Geochemical Journal, Vol. 46 (No. 1), pp. e11-e16, 2012EXPRESS LETTER
Sedat İnan,1 Werner Paul Balderer,2 Fanny Leuenberger-West,2 Hakan Yakan,1 Ali Özvan3 and Friedemann T. Freund4,5,6
1TÜBİTAK Marmara Research Center, Earth and Marine Sciences Institute, 41470, Gebze-Kocaeli, Turkey
2ETHZ, Engineering Geology, Sonneggstrasse 5 ETH Zentrum, CH 8092 Zürich, Switzerland
3Van 100. Yıl University, Department of Geology, 65040, Van, Turkey
4NASA Ames Research Center, Earth Science Division, Code SGE, MS 242-4, Moffett Field, CA 94035-1000, U.S.A.
5Carl Sagan Center, SETI Institute, 189 Bernardo Ave. Mountain View, CA 94043, U.S.A.
6Department of Physics, San Jose State University, San Jose, CA 95192-0106, U.S.A.
(Received December 6, 2011; Accepted January 27, 2012; Online published February 13, 2012)
We performed chemical analyses of commercially bottled spring water (EREK Spring water) emanating from a location less than 20 kilometer from the epicenter of the Mw = 7.2 Van Earthquake of October 23rd 2011. The available water samples cover the period from September 8th 2011 to January 11th 2012. The pre-earthquake anomaly is characterized by a slight but clear increase in Ca2+, Mg2+, K+ and Cl- contents and decrease in Na+ and SO42- contents compared to the background. Post-seismic samples show decreasing trends in Ca2+, Mg2+, K+ and Cl- and increasing trends in Na+ and SO42-. All ion concentrations reach stability approximately one month after the earthquake. These results indicate that spring water chemical anomalies may be monitored as potential geochemical pre-earthquake indicators.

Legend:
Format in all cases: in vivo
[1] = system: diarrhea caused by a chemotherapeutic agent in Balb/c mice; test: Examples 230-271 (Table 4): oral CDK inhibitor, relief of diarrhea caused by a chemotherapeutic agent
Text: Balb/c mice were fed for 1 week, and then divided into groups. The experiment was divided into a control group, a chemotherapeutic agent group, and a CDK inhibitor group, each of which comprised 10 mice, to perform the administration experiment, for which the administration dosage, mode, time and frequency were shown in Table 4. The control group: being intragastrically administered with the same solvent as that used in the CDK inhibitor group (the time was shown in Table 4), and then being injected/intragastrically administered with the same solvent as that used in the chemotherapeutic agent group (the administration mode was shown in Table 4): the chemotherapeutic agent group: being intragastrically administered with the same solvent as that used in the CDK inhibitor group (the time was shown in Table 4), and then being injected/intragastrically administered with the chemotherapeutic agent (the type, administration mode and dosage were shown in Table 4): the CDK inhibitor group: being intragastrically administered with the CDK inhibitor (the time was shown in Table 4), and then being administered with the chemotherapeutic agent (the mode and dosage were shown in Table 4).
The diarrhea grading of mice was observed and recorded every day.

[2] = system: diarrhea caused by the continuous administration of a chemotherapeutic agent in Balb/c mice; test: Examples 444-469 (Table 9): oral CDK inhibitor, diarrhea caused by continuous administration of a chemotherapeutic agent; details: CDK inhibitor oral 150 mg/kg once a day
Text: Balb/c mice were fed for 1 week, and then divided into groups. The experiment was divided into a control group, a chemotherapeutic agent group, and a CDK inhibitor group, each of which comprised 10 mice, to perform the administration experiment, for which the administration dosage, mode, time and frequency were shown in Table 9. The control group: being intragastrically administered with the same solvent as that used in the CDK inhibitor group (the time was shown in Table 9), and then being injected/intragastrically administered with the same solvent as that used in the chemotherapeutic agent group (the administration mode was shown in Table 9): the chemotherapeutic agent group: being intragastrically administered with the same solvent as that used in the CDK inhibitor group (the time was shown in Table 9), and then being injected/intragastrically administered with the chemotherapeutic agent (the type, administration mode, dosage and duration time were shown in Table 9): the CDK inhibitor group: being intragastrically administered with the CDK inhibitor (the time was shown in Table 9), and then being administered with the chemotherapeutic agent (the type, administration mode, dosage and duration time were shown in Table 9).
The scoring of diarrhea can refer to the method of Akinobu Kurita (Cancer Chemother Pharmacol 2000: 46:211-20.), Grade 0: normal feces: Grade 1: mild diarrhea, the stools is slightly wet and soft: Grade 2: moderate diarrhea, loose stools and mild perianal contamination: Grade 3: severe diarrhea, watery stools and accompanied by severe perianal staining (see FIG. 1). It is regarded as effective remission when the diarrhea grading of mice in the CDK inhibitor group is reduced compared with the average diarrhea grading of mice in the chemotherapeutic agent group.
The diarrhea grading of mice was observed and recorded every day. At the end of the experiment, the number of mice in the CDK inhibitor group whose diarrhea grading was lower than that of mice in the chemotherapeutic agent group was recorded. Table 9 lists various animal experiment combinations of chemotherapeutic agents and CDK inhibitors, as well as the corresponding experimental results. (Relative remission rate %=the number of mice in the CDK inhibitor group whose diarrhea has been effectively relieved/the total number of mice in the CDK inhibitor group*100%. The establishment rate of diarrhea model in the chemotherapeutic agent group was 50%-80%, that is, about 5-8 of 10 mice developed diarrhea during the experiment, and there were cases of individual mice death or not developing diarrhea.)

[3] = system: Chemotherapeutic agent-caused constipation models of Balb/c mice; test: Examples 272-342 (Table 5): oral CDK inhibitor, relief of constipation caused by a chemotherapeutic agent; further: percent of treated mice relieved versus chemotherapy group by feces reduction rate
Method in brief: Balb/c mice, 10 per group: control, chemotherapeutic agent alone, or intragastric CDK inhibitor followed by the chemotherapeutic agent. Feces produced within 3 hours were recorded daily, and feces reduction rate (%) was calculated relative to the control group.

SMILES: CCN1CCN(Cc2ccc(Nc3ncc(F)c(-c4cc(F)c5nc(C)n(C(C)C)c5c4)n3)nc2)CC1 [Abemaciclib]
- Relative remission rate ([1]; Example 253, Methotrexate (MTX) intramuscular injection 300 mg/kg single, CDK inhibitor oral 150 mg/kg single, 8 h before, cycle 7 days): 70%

Key words: geochemical anomalies, spring water, earthquake precursors, Van, Turkey